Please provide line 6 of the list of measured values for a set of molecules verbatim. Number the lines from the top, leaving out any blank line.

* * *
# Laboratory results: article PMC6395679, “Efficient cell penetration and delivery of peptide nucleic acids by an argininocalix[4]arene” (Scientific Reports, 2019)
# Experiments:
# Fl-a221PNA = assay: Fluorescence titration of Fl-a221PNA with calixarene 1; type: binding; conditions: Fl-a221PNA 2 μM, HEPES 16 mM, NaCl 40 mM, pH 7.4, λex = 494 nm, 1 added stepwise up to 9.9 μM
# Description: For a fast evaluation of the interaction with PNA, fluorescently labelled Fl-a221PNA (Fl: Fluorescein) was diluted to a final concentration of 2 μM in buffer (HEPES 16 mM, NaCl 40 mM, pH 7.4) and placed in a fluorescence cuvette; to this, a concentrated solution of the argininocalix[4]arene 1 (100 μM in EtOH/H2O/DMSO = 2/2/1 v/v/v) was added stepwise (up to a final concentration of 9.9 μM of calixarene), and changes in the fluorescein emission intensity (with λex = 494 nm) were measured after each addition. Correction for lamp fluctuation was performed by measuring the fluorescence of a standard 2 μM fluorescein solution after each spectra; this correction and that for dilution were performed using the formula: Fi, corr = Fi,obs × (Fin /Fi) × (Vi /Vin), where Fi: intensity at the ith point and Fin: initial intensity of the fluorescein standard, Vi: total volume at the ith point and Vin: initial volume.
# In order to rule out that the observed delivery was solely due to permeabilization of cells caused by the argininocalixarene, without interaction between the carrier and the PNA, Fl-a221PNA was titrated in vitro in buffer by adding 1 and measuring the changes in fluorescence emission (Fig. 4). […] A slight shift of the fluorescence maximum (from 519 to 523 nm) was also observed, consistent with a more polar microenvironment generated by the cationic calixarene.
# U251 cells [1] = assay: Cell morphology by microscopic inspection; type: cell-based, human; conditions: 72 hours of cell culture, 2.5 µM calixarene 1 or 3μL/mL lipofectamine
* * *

# U251 cells [1] = assay: Cell morphology by microscopic inspection; type: cell-based, human; conditions: 72 hours of cell culture, 2.5 µM calixarene 1 or 3μL/mL lipofectamine